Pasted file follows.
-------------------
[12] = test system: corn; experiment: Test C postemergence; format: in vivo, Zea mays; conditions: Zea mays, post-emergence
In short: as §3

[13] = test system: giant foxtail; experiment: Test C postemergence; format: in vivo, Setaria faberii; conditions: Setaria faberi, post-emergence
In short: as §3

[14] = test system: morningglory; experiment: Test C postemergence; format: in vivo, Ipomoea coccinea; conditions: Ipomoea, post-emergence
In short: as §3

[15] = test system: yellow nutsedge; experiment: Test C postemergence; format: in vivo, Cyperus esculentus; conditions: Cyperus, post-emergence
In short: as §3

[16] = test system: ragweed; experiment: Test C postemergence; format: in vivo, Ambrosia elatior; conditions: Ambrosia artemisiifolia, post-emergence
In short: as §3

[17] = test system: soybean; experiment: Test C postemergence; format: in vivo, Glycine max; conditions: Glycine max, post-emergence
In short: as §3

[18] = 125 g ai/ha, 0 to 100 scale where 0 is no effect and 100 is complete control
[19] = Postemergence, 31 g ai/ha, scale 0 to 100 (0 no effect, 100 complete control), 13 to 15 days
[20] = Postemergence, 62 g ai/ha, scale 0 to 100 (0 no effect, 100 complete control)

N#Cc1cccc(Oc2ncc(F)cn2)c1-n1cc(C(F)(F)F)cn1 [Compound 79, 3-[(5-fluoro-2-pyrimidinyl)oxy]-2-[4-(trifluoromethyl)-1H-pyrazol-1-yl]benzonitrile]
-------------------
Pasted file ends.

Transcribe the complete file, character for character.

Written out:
[12] = test system: corn; experiment: Test C postemergence; format: in vivo, Zea mays; conditions: Zea mays, post-emergence
In short: as §3

[13] = test system: giant foxtail; experiment: Test C postemergence; format: in vivo, Setaria faberii; conditions: Setaria faberi, post-emergence
In short: as §3

[14] = test system: morningglory; experiment: Test C postemergence; format: in vivo, Ipomoea coccinea; conditions: Ipomoea, post-emergence
In short: as §3

[15] = test system: yellow nutsedge; experiment: Test C postemergence; format: in vivo, Cyperus esculentus; conditions: Cyperus, post-emergence
In short: as §3

[16] = test system: ragweed; experiment: Test C postemergence; format: in vivo, Ambrosia elatior; conditions: Ambrosia artemisiifolia, post-emergence
In short: as §3

[17] = test system: soybean; experiment: Test C postemergence; format: in vivo, Glycine max; conditions: Glycine max, post-emergence
In short: as §3

[18] = 125 g ai/ha, 0 to 100 scale where 0 is no effect and 100 is complete control
[19] = Postemergence, 31 g ai/ha, scale 0 to 100 (0 no effect, 100 complete control), 13 to 15 days
[20] = Postemergence, 62 g ai/ha, scale 0 to 100 (0 no effect, 100 complete control)

N#Cc1cccc(Oc2ncc(F)cn2)c1-n1cc(C(F)(F)F)cn1 [Compound 79, 3-[(5-fluoro-2-pyrimidinyl)oxy]-2-[4-(trifluoromethyl)-1H-pyrazol-1-yl]benzonitrile]